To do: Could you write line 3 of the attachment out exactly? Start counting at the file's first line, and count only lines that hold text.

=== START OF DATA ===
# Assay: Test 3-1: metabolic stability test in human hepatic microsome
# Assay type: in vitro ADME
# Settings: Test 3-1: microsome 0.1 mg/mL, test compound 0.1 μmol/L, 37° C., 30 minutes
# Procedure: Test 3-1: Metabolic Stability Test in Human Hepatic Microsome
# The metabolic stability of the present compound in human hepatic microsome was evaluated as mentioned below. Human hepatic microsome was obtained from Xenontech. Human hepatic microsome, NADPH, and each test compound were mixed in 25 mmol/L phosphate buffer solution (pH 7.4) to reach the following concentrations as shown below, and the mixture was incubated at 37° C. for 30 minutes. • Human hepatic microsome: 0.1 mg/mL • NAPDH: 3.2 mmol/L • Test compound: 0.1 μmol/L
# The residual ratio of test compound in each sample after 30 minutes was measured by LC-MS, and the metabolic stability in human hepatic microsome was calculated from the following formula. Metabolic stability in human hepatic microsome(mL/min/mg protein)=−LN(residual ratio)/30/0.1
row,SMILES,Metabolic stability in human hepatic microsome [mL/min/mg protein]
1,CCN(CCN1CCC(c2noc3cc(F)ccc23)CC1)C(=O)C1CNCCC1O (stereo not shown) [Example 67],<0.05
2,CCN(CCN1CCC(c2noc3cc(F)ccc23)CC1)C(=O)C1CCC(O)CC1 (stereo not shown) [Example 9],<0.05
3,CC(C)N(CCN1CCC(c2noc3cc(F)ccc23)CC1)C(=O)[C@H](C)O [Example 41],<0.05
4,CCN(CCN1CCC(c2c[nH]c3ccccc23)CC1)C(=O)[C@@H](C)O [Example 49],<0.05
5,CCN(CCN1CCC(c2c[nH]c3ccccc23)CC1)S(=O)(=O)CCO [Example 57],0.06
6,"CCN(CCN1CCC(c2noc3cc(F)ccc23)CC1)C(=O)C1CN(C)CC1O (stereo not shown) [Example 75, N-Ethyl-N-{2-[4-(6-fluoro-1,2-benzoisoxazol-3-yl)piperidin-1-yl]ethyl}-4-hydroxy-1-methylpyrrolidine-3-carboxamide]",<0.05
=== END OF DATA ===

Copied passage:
# Settings: Test 3-1: microsome 0.1 mg/mL, test compound 0.1 μmol/L, 37° C., 30 minutes